- Subject index
The Handbook of Gender and Work provides a comprehensive overview and synthesis of the literature and knowledge about gender and work. It equips the reader with a solid understanding of where we stand on gender and work issues and what the next directions for research and assessment will be. Under the skilled leadership of editor Gary N. Powell, an outstanding group of multidisciplinary and international researchers and scholars deliver their summary and analysis of current research and their views on how gender and work intersect along a variety of societal, economic, interpersonal, and organizational paradigms.
Chapter 21: Stress and the Working Woman
Stress and the Working Woman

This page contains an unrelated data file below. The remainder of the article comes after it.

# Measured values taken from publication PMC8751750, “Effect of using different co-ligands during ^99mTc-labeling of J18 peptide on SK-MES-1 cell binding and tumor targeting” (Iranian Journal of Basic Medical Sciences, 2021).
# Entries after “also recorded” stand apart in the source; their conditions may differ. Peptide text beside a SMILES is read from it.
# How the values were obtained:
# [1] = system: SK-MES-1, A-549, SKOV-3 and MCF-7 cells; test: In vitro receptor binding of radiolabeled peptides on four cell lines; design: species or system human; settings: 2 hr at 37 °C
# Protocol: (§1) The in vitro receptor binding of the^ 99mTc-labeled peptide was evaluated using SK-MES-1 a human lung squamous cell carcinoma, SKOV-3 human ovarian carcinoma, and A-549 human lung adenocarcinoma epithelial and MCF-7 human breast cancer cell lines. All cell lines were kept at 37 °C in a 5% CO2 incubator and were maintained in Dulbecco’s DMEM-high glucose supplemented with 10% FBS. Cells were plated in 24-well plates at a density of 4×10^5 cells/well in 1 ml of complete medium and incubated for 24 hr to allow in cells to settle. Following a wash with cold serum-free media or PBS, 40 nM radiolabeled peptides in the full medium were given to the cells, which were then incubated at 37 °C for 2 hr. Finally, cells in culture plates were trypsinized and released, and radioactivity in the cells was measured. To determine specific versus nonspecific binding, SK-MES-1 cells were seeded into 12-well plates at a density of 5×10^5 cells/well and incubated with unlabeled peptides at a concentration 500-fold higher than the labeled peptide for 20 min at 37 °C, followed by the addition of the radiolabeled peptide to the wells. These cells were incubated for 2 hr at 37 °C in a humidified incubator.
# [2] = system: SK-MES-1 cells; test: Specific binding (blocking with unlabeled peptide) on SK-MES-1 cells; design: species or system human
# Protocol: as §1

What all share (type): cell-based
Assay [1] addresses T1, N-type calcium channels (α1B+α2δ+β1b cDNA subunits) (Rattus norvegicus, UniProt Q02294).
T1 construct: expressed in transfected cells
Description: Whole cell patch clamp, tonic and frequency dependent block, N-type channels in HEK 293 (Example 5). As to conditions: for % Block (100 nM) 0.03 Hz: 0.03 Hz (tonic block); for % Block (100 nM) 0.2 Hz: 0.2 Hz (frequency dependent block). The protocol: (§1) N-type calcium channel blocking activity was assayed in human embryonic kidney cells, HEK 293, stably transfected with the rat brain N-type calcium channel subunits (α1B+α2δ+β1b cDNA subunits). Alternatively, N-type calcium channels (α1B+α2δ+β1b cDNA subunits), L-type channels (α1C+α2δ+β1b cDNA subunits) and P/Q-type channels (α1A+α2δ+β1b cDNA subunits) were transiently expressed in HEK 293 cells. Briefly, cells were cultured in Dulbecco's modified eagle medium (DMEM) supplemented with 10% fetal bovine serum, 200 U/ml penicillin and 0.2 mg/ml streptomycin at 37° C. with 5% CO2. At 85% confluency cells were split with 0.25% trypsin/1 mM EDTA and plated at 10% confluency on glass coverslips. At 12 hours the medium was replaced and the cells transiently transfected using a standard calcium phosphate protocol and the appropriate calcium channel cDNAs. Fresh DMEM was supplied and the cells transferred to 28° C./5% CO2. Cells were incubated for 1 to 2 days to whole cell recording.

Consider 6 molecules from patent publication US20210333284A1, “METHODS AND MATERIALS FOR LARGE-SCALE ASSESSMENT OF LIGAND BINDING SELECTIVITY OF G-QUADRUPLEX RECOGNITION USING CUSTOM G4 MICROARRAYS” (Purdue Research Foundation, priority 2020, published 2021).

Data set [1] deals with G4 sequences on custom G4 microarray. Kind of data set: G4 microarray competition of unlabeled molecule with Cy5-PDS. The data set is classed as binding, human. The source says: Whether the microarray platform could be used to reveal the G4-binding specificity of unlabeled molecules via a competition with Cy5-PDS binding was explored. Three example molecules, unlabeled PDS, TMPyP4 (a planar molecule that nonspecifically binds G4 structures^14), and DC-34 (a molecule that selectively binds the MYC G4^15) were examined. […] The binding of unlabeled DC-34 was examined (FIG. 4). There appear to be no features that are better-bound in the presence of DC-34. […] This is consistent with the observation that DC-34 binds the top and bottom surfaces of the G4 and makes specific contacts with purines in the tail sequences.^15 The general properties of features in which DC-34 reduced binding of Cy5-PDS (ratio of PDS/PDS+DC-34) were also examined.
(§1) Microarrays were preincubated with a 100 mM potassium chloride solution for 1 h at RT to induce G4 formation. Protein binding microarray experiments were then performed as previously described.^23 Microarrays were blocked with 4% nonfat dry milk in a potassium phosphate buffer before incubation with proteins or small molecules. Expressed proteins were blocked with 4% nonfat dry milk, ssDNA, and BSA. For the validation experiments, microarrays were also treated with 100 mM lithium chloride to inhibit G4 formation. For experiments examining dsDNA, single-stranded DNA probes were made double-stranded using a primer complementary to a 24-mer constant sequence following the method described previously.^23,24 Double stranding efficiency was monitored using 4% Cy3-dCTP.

The costs of occupational stress for organizations are substantial. According to Discoll and Cooper (1996), 360 million working days are lost annually in the United Kingdom through sickness at a cost to organizations of £ 8 billion. Moreover, the United Kingdom Health and Safety Executive estimates that approximately half of these lost days are stress related (Discoll & Cooper, 1996). Similarly, Elkin and Rosch (1990) estimate that of the 550 million working days lost per year due in America to absenteeism, around 54% are stress related in some way. Due to the rapid demographic, social, and economic changes over the past few decades, there has been a large increase in the number of ...